Lecture: 2 hours/week
Lab: 2 hours/week
The methods of instruction for this course will include lectures, labs, and self-directed learning (programming assignments).
- Data representation in computers
- Number systems
- Signed and unsigned integers
- Bit-level manipulation
- Floating-point numbers
- Machine-level programming
- Central processing unit structure
- Arithmetic and logical operations
- Bus systems
- Control unit structures
- Stack structure
- Calling conventions: passing control and data
- Memory organization
- Memory technology
- Memory layout
- Virtual memory and address translation
- Exceptional control flow
- Input/output programming and interfacing
- Parallel computing
Upon completion of this course, successful students will be able to:
- represent numbers in decimal, binary, and hexadecimal systems and perform arithmetic operations in those systems;
- define fixed-point and floating-point binary numbers;
- explain the building blocks of computers;
- describe how various components of modern computers function;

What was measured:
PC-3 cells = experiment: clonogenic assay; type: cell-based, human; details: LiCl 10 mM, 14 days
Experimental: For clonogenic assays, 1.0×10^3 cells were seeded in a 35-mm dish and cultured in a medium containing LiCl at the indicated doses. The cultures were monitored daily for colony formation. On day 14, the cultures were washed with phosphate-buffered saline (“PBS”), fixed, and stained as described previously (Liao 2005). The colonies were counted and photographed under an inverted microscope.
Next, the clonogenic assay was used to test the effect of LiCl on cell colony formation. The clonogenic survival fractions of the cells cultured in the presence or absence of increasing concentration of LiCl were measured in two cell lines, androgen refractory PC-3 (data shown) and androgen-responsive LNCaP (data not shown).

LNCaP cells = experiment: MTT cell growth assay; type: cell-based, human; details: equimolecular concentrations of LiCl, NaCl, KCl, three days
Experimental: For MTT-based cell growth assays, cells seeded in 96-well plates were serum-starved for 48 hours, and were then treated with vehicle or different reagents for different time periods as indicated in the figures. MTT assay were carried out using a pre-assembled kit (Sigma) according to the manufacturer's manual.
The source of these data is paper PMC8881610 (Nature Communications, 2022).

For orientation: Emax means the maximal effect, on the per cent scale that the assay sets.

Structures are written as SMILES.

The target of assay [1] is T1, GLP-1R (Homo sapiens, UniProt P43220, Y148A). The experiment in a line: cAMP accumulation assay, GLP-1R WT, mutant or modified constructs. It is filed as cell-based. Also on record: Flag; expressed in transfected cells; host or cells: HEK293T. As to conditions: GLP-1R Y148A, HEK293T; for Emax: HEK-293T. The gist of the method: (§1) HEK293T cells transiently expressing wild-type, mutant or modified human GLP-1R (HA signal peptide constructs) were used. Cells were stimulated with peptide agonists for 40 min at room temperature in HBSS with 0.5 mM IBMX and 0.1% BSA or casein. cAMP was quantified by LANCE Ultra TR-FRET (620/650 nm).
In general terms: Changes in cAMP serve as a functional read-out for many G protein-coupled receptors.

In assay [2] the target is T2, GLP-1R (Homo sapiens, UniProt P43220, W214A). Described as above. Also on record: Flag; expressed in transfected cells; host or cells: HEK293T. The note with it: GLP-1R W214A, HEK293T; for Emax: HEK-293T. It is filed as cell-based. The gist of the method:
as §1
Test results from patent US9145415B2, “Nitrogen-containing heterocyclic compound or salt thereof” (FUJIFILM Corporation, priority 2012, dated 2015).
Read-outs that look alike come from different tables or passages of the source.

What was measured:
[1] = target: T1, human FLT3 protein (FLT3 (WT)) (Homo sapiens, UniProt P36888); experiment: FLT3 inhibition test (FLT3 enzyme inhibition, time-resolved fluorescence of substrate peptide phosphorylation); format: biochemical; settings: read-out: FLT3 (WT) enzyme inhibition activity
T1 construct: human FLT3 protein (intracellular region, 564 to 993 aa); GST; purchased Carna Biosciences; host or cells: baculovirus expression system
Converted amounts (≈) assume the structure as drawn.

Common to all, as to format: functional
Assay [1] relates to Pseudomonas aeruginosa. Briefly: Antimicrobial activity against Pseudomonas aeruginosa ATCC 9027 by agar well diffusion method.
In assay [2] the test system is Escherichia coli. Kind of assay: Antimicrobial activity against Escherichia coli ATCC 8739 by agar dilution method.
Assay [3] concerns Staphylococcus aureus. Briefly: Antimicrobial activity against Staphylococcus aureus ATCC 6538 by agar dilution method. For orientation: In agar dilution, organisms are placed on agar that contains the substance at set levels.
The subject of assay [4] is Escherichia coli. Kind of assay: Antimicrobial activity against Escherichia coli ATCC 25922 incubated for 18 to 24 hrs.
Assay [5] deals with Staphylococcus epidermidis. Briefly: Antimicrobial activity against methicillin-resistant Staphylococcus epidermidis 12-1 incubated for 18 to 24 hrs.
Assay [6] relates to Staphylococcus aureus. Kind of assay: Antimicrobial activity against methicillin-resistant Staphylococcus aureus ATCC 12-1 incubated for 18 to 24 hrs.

- design and implement programs in assembly language;
- describe the fundamental principles of the central processing unit and control unit design;
- explain how the central processing unit and other components exchange information;
- describe the complexity and speed of various architectural components and;
- describe hardware and system software techniques for input and output device interfacing.
Evaluation will be carried out in accordance with the Douglas College Evaluation Policy. The instructor will present a written course outline with specific evaluation criteria at the beginning of the semester. Evaluation will be based on the following:
* In order to pass the course, in addition to receiving an overall course grade of at least 50%, students must achieve a grade of at least 50% on the combined weighted examination components (term tests and final examinations).
Consult the Douglas College Bookstore for the latest required textbooks and materials.
Sample text: “Computer Systems: A programmer’s Perspective” by Randal E. Bryant, David R. O'Halloran, Latest edition, Pearson.